IOL soccer writer Njabulo Ngidi shares his thoughts on the Soweto Derby. Phot: Karen Sandison
IOL soccer writer Njabulo Ngidi shares his thoughts on the Soweto Derby. Phot: Karen Sandison

Derby brings out the best and worst in football

By Njabulo Ngidi Time of article published Feb 24, 2018

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The success of the Soweto Derby between Kaizer Chiefs and Orlando Pirates is a gift and a curse for South African football.

Amakhosi and the Buccaneers are the most loved and easily marketed teams in the country. These two giants can fill FNB Stadium for a snail race, granted that those snails are clad in the black and white colours of Pirates with a section in the gold and black of Chiefs  such is the rivalry between these two clubs.

FNB Stadium will once again be packed today in this season’s second installment of the Soweto Derby on Saturday next week. This spectacle has gone beyond being a just football match. It’s an iconic event on the social calendar that can compete, and probably win, against the Durban July and the J&B Met.

But because of that success, failures during the staging of this game are easily forgiven because nothing can stop tickets for this game being quickly snapped up  not even the death of people at the derby is a deterrent.

Why would you then bother fixing a problem that doesn’t have any repercussions on your part as life, for the lucky souls who keep their’s, goes on? In July last year two people died in the Carling Black Label Cup during a stampede that resulted in several injuries.

More than six months later the only tangible thing that has been done to get to the route of that problem is the announcement that retired Judge Ronny Pillay has been appointed to chair the inquiry into the matter instituted by the Minister of Sport and Recreation Thulas Nxesi.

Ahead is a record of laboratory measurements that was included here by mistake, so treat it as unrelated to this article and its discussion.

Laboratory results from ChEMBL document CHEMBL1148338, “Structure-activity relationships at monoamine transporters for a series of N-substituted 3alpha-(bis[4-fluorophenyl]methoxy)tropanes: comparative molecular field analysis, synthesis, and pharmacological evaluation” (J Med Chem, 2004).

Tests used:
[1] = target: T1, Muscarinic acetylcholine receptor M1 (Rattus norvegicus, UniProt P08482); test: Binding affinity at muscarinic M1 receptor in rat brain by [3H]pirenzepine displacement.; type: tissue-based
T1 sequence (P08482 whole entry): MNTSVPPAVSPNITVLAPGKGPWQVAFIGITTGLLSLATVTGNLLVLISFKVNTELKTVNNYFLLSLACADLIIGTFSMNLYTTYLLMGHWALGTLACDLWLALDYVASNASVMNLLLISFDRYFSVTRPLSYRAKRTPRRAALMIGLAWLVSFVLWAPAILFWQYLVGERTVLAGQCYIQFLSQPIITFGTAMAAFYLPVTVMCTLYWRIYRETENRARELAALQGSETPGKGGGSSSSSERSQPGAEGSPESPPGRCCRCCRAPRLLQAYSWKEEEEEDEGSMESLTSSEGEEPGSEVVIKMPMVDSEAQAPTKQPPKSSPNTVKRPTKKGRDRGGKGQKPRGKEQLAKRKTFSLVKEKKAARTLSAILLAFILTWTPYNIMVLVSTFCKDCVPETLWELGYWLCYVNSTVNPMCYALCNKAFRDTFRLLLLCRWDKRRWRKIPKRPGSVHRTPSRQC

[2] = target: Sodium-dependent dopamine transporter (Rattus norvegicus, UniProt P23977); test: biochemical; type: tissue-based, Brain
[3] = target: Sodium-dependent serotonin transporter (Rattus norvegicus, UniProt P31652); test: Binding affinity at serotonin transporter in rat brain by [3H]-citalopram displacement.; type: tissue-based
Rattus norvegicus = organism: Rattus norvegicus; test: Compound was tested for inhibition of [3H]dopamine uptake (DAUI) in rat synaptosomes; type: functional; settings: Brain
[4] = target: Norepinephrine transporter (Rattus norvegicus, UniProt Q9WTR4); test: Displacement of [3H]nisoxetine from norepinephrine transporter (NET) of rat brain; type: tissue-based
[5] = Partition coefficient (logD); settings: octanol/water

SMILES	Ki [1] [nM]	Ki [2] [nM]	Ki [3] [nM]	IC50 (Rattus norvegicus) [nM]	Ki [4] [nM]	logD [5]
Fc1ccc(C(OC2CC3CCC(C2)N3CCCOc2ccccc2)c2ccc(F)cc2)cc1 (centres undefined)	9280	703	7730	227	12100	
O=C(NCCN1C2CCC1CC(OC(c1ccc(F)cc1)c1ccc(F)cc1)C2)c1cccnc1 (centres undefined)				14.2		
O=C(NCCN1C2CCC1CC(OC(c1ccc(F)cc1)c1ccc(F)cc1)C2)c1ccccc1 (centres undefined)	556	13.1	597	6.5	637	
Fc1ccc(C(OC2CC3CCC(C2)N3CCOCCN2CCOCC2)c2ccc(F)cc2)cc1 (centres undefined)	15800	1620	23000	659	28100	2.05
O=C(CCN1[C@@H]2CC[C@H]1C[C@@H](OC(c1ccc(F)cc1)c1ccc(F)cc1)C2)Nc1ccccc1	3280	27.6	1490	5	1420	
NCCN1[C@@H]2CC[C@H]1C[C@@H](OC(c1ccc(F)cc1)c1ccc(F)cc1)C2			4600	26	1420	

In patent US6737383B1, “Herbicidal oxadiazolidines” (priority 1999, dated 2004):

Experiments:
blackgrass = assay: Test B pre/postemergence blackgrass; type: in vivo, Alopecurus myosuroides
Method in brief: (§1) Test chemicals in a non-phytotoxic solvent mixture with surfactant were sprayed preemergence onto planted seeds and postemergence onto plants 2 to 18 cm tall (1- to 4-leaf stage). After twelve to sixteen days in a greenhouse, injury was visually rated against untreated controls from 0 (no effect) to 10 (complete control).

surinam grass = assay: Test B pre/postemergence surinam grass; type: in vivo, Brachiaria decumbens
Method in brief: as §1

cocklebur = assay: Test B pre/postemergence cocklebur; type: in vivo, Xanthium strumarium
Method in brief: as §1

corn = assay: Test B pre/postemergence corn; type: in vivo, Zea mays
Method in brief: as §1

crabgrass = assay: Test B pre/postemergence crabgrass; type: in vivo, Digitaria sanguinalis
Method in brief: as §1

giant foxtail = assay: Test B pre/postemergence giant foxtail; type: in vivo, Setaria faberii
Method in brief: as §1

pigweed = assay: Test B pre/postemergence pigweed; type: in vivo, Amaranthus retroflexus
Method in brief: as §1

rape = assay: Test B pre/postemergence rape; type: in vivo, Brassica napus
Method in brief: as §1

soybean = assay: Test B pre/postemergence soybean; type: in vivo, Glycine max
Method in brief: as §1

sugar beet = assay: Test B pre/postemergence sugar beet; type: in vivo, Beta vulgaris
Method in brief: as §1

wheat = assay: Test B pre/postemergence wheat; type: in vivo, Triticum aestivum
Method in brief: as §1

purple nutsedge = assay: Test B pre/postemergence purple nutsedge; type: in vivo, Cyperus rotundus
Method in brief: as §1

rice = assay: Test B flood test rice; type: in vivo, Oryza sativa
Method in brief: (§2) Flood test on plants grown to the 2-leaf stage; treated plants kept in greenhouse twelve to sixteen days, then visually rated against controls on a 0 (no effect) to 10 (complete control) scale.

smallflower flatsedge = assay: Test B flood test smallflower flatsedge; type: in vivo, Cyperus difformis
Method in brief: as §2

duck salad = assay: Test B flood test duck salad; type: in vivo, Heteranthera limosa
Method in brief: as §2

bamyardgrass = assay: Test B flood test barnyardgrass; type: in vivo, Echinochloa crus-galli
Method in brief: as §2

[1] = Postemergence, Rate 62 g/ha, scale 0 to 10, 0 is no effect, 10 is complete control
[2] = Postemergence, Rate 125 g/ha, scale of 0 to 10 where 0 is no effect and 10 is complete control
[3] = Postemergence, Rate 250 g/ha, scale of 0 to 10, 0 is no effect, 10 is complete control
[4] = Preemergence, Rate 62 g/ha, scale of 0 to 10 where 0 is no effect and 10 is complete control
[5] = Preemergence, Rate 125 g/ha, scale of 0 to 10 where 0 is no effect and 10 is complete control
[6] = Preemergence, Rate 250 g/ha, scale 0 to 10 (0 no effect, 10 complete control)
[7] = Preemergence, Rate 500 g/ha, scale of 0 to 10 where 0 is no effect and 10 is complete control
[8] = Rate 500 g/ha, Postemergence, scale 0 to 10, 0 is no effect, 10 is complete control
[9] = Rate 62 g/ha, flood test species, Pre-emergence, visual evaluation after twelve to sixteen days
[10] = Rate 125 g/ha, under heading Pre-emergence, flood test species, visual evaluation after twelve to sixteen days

The event’s organisers haven’t done much to address this incident and ensure that it doesn’t happen again even though the Soweto Derby has had two others stampedes that resulted in the deaths of 85 people combined.

Heck, the anniversary of the Ellis Park disaster goes by without much done to commemorate the day that resulted in 43 people not returning home from watching their favourite teams. At least the Ellis Park disaster in 2001 is still being mentioned, what happened in Orkney in 1991 has been completely forgotten, even though 42 people lost their lives.

The poor organisation of the traffic in Chiefs’ clash with Mamelodi Sundowns at FNB Stadium that resulted in most of the just over 70 000 who made the trip spending hours to get into the stadium showed that not much has changed since those two deaths last year.

Stadium Management argued that the stampede was caused by several fans who tried to enter with fake tickets. They also said they were aware this would happen but their actions weren’t sufficient to stop a problem they knew would occur.

The FNB Stadium is a huge precinct that can easily be managed in ensuring only people with genuine tickets enter. The smoother the access to the stadium the less likely to be a stampede.

But there is a systematic problem of burying our heads in the sand when negative things occur in our game, which means we are unlikely to learn from them.

People avoid owning up and taking responsibility for chaos they caused. If you don’t admit you made a mistake, it’s highly unlikely you will learn from it.

The search for Bafana Bafana and Banyana Banyana coaches, to replace Shakes Mashaba and Vera Pauw, turned into prolonged farces and no one apologised to the nation for making a mockery of what should be a simple act.

The hooligans who vandalised Loftus Versfeld during Pirates’ match against Mamelodi Sundowns are yet to be punished more than a year later, even though there is video footage proving that and there is a precedent set of an 'away' team that was punished for its fans vandalising a stadium. We have had an acting PSL chief executive for years, which makes a mockery of the word acting in the title.

Our football has taken huge strides in the last decade in terms of growth. The professionalism in the running of the game and the financial incentives attracts players from all over the continent.

But we shouldn’t rest on our laurels. We ought to continuously strive to improve. To do that we have to be honest in our introspection, admit when we have erred and ensure that such mistakes don’t happen in the future.

There is a lot to cheer about in our game. But we shouldn’t be blinded by our victories to a point that we forget or ignore the obstacles that we still need to overcome.


Saturday Star

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